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Australia Superannuation trends, challenges and technology

Australia’s superannuation funds are amongst the fastest growing in the world following more than a decade of compulsory contributions and there are a number of trends and challenges that they face.

‘Super’ Trends

A number of trends have affected the superannuation industry in Australia; there was the super system review of 2010 by Jeremy Cooper, financial market changes both locally and regionally and the global financial crisis (GFC). Although the ‘Cooper’ review was more geared around members and their interaction with superfund’s, the themes of the report (regulating efficiency, governance, systematic transparency and savings or dollar savings for members) still hold relevance to how superfund’s are managing their investments. The impact of the GFC has seen a resurgence of conservative asset classes such as the higher income type of investments, inflation linked investments and fixed income, where funds have a greater exposure to international equities.  There has also been a move to more of the Alpha side of those funds as opposed to index tracking and international equity funds whilst exposure to alternatives and derivatives has declined or are more cautiously used.

Increasingly, super funds are seeking to gain competitive advantage and increase returns by bringing funds management in-house. This is not happening across the entire industry nor across all asset classes, but the more sophisticated super funds have begun to build up their internal teams to bring AUM in-house. This trend seems to be due to things like the cost of entering and exiting external funds, as well as those external funds MER; but it also gives them the ability to tailor a funds mandate to their own unique requirements while still keeping the IP in-house and proprietary.  When you look at the in-house teams that some of these superannuation funds have built up, and the experience behind the personnel within those firms, it’s very clear to see there is an appetite to bring more of this management in-house in the future.

‘Super’ challenges

With an increased focus on reducing costs for members and the challenges of gaining positive returns in a diversified portfolio, super fund’s are increasingly looking for different ways to reduce their management costs without reducing the investment options to its members.  Bringing funds in-house is one way that many super funds are achieving this, however this also comes with its own challenges:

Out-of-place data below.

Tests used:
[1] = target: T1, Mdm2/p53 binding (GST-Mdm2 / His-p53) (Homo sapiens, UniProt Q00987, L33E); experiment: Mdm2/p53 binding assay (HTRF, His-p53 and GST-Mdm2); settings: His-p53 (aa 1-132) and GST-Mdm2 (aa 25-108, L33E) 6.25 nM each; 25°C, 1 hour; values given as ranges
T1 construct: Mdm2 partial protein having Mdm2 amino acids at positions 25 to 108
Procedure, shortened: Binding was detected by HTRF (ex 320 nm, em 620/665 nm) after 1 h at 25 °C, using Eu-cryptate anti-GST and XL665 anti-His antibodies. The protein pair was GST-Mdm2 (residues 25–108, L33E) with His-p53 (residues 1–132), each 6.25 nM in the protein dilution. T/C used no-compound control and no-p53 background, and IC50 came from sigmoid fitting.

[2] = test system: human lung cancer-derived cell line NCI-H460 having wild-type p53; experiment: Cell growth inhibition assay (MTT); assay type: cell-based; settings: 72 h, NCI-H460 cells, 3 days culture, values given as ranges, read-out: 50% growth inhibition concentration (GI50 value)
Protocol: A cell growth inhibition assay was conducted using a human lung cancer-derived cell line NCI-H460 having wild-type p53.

• Appropriate infrastructure needs to be in place to support this change of business strategy including appropriate:
    • Software technology
    • Integration with trustees, custodians and fund administrators
    • Compliance and regulatory reporting
    • Internal intellectual property for managing direct investments


  • Transparency - Reporting and exposure management becomes increasingly difficult with diverse portfolio investments across multiple outsourced managers, and the in-house funds become even more challenging with complex counterparty exposures taking into account when you look at derivatives and unstructured products. The GFC reminded the global financial markets just how important counterparty exposure monitoring is and that many super fund’s, and managers of managers struggle to appreciate what their true exposure is to a particular counterparty or an issuer when they consider all their deposits such as their equities, ETFs, OTC and debt instruments; or anything that they have managed externally
  • Access to timely, accurate information.  In-house superfund’s require a lot more information about their portfolios and need it in a more timely fashion.  This places more pressure on the custodians, fund administrators, and the services providers that are being used by the superfund’s

‘Super’ technology

When looking at technology, superannuation firms should look for a front-office solution that has the ability to support its industry:

  • Superfund specific functionality - funds of funds structures, counterparty exposure monitoring and derivative and currency overlay modeling
  • Seamless interfaces to third-party back office systems, data providers, fund administrators and custodians allows super fund’s to monitor their exposure to direct investments as well as their fund of funds or externally managed funds for complete transparency over all their exposures that they have within their portfolios
  • Performance measurement, attribution and risk functionality should be considered to provide superfund managers and asset managers with the ability to identify where they’ve outperformed, underperformed as well as identifying the true risk of their portfolio
  • A solution that brings all the different data points together into one place for a holistic view of all of their investments and gives them the ability to manage functionality across their portfolio management, modeling, order management, execution management, performance, attribution, risk, as well as compliance across the entire spectrum of their investments
  • Consider a completely outsourced managed service whereby a technology provider takes care of the infrastructure and the management of the application so that investment managers at the super fund can focus on managing their investments rather than managing systems or technology.




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